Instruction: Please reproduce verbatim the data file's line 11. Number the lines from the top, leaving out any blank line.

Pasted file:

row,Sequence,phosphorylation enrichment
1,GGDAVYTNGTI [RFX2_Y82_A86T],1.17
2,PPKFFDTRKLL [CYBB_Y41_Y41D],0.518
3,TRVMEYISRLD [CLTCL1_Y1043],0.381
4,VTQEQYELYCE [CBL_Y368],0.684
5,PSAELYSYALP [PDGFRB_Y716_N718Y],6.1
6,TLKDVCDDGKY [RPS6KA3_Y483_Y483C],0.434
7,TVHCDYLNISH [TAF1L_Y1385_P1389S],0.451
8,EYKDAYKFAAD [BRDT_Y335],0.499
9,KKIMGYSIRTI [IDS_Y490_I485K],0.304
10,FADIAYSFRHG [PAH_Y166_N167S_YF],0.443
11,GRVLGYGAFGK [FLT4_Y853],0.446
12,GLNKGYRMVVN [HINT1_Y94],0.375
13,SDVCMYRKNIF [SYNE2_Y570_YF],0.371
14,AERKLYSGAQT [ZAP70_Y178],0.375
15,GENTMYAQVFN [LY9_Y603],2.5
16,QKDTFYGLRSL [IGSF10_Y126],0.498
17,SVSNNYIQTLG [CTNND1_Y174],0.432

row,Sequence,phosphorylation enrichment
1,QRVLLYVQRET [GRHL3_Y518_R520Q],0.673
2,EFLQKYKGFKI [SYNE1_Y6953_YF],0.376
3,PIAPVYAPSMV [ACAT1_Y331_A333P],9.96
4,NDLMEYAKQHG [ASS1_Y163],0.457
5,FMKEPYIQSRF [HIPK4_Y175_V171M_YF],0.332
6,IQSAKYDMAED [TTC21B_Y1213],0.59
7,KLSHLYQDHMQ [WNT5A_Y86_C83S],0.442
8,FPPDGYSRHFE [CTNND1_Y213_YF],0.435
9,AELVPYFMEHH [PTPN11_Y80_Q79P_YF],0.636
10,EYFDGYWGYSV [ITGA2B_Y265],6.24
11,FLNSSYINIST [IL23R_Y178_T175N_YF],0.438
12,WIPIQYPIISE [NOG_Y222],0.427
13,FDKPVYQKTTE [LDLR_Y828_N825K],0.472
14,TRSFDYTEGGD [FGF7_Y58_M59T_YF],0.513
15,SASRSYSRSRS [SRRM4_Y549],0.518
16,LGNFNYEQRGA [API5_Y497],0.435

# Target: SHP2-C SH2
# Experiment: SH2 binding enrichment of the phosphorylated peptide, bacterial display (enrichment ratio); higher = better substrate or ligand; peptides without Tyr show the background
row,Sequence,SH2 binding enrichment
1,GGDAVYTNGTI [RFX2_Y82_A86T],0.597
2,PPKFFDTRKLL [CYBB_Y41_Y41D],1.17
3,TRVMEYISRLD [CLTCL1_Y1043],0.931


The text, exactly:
10,FADIAYSFRHG [PAH_Y166_N167S_YF],0.443